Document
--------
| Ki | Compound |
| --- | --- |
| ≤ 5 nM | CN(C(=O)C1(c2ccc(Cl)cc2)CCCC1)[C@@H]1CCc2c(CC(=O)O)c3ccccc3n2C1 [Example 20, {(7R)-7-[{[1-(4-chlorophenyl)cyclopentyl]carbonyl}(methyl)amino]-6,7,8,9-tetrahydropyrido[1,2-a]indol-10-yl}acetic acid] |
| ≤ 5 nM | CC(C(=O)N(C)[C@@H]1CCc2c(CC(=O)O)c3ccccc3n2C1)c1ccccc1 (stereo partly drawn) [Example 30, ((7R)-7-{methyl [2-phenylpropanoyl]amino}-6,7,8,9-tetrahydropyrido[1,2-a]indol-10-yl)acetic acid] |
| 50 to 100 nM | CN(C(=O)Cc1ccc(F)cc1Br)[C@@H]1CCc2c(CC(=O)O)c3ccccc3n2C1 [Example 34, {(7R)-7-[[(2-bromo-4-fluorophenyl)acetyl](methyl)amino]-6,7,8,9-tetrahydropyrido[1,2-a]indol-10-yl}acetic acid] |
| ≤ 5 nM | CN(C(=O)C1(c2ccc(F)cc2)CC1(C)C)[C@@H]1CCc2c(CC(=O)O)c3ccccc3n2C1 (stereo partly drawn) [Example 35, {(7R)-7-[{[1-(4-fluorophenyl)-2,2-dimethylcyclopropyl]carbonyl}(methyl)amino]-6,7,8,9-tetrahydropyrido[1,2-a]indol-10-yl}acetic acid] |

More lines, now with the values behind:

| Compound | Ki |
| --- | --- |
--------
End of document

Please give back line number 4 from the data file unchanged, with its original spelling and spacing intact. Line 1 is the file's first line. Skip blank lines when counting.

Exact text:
| ≤ 5 nM | CC(C(=O)N(C)[C@@H]1CCc2c(CC(=O)O)c3ccccc3n2C1)c1ccccc1 (stereo partly drawn) [Example 30, ((7R)-7-{methyl [2-phenylpropanoyl]amino}-6,7,8,9-tetrahydropyrido[1,2-a]indol-10-yl)acetic acid] |